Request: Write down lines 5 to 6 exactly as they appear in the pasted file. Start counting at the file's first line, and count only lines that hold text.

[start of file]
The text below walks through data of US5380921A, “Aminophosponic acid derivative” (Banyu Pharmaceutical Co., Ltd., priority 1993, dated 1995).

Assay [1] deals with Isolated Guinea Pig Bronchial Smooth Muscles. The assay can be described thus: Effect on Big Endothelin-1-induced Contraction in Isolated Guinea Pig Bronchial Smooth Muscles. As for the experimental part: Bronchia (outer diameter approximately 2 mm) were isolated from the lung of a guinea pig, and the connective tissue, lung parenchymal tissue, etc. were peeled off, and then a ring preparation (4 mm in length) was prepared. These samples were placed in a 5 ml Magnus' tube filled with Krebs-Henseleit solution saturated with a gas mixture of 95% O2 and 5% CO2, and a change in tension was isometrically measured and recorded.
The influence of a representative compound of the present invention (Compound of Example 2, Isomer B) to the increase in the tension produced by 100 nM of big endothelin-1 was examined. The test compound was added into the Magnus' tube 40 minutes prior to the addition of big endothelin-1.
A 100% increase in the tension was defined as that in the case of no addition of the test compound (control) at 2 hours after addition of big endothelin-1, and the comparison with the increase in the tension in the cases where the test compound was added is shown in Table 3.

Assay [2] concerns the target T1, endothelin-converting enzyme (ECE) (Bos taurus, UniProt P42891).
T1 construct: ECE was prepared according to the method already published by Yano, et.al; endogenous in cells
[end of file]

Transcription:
Assay [2] concerns the target T1, endothelin-converting enzyme (ECE) (Bos taurus, UniProt P42891).
T1 construct: ECE was prepared according to the method already published by Yano, et.al; endogenous in cells